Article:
As a local, would you please do a trip report? You would be amazed at the variation in ratings based on origin of the poster. Very few from England like the pub, Germans don't even stop by their pavilion, and what did you think of the 35 year old film representing you're country? Let alone the food served there. Hope you had a good time, and see you in a few years before your child/children become teenagers. The next time they will want to be seen with you in the parks is when they have kids of their own. Trust me on this.

                  1. re: INDIANRIVERFL

                    We didn't do Epcot! It lost out the time battle. But I have read that they very recently updated the Canada film. The food at Disney was okay for what it was. I was very happy that there was always a healthy option as a side, such as broccoli, carrots, grapes or apples. Food at Universal was awful and no healthy options at all.

                    We had a lot I fun overall, and te boys LOVED Harry Poiter but we were very disappointed in Universal as a park.

                    I did experimce my first ever Olive Garden. Food was unremarkable, but the portions were unbelievably huge. I don't consider us to be small eaters but I think we left as much a we ate!

                    1. re: INDIANRIVERFL

                      all together now....Canada (Canada) my Canada (Canada).....It's still pretty, even if it's not really recent anymore....and it's always interesting to see how many people stumble or even fall over when the film tips....

                  2. BRAVO!! ::::::applause::::::

                    I, too, am puzzled by the extreme hatred of various CHers towards chain restaurants. They are a fact of food consumption here in the US and almost everywhere else in the world, and they all have their place in the food universe. Many people eat at chains, even some CHers, on a regular basis. Additionally, lots of other CHers *like* certain types of chain food - see the threads on fish sandwiches like the Filet-O-Fish, as just one example (even if some of them may not be entirely enthusiastic about chains in general) - and it is interesting to read posts there on occasion dripping with condescension and distaste from folks who think such food items are the spawn of the Devil.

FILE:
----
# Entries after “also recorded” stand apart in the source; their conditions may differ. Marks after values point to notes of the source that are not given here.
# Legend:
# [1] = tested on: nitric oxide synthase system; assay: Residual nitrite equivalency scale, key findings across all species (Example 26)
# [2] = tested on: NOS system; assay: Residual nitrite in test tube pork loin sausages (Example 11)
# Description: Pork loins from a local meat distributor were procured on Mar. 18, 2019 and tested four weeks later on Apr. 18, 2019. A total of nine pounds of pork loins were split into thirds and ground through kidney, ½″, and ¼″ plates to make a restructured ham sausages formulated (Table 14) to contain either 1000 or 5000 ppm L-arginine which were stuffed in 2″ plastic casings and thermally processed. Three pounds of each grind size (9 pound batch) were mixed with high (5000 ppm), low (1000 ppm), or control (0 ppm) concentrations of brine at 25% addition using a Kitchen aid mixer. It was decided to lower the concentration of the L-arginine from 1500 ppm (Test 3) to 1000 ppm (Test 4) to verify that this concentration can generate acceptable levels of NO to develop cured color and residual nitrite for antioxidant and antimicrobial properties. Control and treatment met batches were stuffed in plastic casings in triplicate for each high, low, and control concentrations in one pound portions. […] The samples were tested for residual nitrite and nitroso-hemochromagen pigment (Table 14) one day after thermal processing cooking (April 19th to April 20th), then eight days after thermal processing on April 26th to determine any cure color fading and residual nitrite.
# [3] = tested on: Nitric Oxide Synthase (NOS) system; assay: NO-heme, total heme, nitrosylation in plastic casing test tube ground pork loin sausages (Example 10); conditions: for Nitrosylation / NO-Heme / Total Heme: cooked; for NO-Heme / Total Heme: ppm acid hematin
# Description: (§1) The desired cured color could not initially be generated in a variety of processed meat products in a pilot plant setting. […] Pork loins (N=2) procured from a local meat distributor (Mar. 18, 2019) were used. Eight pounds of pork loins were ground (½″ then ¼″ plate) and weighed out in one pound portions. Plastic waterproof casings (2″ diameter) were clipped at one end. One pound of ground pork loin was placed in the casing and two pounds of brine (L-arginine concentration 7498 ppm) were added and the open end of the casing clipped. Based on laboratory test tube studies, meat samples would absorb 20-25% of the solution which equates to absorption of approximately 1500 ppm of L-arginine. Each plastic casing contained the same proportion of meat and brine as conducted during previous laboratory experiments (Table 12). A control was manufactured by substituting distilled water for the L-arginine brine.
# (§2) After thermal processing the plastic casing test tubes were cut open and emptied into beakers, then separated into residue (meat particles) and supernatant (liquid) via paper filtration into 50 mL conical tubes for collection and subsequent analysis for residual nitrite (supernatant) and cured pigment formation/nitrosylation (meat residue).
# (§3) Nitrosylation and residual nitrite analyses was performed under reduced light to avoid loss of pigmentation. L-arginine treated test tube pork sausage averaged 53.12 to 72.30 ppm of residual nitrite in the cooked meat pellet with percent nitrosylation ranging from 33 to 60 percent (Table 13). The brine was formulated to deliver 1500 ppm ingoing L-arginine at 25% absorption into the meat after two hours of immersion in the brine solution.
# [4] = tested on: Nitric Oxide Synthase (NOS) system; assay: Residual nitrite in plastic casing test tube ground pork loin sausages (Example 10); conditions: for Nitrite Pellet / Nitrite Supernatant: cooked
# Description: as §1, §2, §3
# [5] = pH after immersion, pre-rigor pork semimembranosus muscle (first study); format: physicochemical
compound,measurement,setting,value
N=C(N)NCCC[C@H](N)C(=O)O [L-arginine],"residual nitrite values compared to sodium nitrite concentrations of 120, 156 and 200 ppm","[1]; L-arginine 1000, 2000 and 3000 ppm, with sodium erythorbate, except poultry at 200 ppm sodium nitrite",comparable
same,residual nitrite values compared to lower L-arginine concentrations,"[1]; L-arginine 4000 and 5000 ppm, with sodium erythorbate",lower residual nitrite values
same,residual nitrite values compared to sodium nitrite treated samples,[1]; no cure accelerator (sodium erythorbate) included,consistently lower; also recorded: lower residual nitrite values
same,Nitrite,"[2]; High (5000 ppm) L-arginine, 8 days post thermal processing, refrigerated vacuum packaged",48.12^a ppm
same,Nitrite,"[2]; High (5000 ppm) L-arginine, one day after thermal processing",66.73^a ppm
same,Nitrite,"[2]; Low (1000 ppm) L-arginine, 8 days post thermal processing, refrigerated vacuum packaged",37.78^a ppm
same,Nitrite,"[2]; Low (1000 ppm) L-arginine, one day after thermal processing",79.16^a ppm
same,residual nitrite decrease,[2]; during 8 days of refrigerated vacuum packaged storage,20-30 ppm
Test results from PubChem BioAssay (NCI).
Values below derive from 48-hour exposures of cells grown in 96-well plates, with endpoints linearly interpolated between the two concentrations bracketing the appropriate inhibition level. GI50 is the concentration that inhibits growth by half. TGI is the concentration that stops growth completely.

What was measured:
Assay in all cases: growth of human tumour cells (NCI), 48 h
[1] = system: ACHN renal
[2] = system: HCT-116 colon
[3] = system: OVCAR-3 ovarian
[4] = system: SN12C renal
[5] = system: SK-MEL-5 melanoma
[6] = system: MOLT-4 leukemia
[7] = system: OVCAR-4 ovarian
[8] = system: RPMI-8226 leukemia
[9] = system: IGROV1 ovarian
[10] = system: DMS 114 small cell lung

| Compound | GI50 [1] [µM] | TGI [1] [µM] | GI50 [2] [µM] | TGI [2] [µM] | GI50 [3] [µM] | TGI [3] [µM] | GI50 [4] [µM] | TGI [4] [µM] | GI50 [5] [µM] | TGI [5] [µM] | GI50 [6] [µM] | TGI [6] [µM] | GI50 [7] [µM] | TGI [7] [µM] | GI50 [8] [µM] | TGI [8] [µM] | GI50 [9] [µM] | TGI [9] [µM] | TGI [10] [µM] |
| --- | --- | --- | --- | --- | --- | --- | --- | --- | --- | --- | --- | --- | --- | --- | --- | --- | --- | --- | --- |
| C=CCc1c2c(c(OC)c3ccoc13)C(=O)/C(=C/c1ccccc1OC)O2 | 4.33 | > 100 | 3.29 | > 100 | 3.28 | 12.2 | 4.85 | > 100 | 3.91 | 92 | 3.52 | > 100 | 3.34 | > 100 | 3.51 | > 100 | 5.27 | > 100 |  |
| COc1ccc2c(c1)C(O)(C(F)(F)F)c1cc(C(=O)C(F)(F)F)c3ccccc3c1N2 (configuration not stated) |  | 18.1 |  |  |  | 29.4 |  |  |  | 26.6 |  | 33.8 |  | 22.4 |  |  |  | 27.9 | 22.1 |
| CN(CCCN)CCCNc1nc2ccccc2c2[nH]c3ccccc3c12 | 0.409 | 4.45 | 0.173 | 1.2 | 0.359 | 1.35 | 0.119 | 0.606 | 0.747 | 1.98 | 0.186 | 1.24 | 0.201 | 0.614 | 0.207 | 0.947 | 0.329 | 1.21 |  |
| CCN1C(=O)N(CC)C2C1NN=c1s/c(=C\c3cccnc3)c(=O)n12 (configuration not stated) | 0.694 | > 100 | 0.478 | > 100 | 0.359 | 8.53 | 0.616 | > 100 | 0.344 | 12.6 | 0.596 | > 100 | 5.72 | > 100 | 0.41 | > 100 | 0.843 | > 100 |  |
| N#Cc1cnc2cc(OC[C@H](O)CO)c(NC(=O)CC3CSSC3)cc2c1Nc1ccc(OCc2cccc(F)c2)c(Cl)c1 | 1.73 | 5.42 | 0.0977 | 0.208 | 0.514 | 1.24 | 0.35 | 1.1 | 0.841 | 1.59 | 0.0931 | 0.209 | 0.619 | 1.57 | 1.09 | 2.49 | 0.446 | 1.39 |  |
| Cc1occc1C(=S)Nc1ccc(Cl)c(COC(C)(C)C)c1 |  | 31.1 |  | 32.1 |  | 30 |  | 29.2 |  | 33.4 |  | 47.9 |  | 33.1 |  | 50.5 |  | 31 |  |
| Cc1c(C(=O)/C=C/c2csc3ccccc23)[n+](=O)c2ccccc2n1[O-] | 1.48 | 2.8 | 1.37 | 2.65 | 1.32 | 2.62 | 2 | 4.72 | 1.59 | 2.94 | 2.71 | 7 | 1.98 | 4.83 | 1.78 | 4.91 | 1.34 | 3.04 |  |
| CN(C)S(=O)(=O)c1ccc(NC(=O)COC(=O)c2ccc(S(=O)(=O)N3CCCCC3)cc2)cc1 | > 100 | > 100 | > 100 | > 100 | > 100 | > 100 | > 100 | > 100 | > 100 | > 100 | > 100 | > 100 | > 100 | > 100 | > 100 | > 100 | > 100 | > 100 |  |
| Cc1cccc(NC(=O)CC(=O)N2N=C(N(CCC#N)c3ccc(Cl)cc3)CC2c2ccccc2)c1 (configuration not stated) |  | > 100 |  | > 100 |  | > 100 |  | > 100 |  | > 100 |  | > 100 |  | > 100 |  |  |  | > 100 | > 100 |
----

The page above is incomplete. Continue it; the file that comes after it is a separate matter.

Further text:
1. Yes, KaimukiMan, yes!

                      I've never understood why people pop into these threads, not to address the content of the post, but to tell a poster that they're wrong to inquire about, or actually eat at, a chain restaurant.
                      Feel like flicking them off my shoulder with a "shoo, fly!" Pesky, not helpful. Why do they bother?

                      If a poster is asking whether or not they should choose a chain over another restaurant or cooking at home in the first place, that invites more discussion, of course.

                      1. Well put!

                        Most of my family lives in chain heaven (Florida) and their interest in food differs from mine. Perhaps 1 out of every 10 meals out we will try a place I have researched. But when they want to go to Olive Garden it is good to have CH guidance to better my dinner choice. I'll be eating, but the meal isn't about the food - it is about gathering the tribe and spending time. The schedules of the youngest ones make it a challenge to find any time when everyone can get together. Glad my childhood was prior to the constant scurry of kid obligations!

                        I think some hounds don't realize how much of the U.S. does not have the choice between a great $2 taco truck vs corporate fast food when needing cheap, fast and convenient.

                        Interstate travel is another example. Often the only options close to hotels are chains. After driving 10 -12 hours I don't want to drive any further. A stroll across the street is perfect and it is nice to have enough 'hound info to make a choice between the options available.